– Psalm 99:5;9, NIV

Even in the sense of God’s absence, in the “dark night of the soul”, where we feel surrounded by emptiness and where everything feels meaningless, when we begin to question everything we had ever held to be true when God felt near, still we can worship God simply by choosing to come before Him again. This decision is tough – we need His Spirit to help us and lead us into a place of worship – so may we surrender and let Him guide us. Let us surrender to God everything within us, all our anxieties and fears and frustrations and despair, and throw ourselves upon Him in surrender and in worship. Madame Guyon in her book A Short And Easy Method Of Prayer talks of waiting in affectionate patience for the return of the Beloved. God has not left us, but in the lack of understanding, in the frustration and the “Why?! How?! Where are You?!” we can still come and put ourselves in a place of prayer, open to Him. This openness and conscious prayer in the darkest of times is absolutely an act of worship – it is choosing His way instead of listening to the fact that everything in our head and our emotions are screaming that it is the last place we want to be.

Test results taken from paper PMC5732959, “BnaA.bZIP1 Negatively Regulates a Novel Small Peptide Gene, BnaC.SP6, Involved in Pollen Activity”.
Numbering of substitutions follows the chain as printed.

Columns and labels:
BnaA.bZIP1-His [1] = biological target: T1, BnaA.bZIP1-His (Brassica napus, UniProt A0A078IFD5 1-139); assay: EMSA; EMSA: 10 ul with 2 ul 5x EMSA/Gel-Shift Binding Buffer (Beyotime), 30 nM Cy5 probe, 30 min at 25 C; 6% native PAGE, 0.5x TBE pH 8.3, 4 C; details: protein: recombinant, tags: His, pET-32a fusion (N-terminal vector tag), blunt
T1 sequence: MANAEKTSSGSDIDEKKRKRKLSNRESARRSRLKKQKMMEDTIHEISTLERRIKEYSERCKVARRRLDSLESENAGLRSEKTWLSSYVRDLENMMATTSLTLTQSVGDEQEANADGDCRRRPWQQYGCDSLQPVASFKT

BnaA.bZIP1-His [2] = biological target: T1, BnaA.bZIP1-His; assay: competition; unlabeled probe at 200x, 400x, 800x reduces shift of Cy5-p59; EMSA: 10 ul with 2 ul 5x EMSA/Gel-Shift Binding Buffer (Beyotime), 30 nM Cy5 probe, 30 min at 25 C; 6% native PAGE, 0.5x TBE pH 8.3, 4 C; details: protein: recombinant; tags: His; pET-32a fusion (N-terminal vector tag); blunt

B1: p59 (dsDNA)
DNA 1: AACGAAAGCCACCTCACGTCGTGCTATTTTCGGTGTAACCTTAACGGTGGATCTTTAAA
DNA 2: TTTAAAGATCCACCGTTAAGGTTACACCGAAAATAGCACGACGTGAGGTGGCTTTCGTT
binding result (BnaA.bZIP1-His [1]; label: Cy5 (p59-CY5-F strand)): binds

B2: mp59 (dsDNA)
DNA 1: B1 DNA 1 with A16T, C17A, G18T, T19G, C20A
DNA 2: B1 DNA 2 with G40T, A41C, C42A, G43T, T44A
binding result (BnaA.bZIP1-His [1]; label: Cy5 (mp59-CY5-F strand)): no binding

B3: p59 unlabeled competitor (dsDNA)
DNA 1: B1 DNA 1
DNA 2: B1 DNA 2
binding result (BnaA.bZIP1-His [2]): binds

Surrender

One important realisation is that we are messed-up humans, and that by our very nature we have no right to come anywhere near God. We have nothing pure to offer Him, and we are a mess. We cannot truly worship God at all, on our own. We need Him. He has chosen us, adopted us, cleansed us, purified us, and made us blameless and worthy before Him…! If this reality does not fill us with an awe of Him that leads to worship, who knows what will. So may we surrender to God our knees, and recognise that we cannot worship Him alone; that we need Him – and He can enable us to worship in spirit and in truth (John 4:23-24), as only He knows how. May we give Him our worship and our praise – as a lifestyle, and a mentality, and a form of private prayer. May we surrender, and allow Him to lead us to His feet to adore Him.

 

Holy and Awesome God,

I choose to come before You now to worship You.

It seems impossible on my own – so I give You my knees, my worship, my praise.

Please shape me and teach me.

I want to worship You, really worship You, in a way that pleases You.

Please accept my surrender and help me to truly honour You, in profound reverence.

Help me recognise Your holiness and worship accordingly.

I surrender to You my knees and pray that You’d lead me.

May I live in Your strength, worshiping You in all situations.

Amen